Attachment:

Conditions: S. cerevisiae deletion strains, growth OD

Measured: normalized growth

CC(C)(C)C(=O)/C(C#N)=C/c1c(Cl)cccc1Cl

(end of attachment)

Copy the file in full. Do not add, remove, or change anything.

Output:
Conditions: S. cerevisiae deletion strains, growth OD

Measured: normalized growth

CC(C)(C)C(=O)/C(C#N)=C/c1c(Cl)cccc1Cl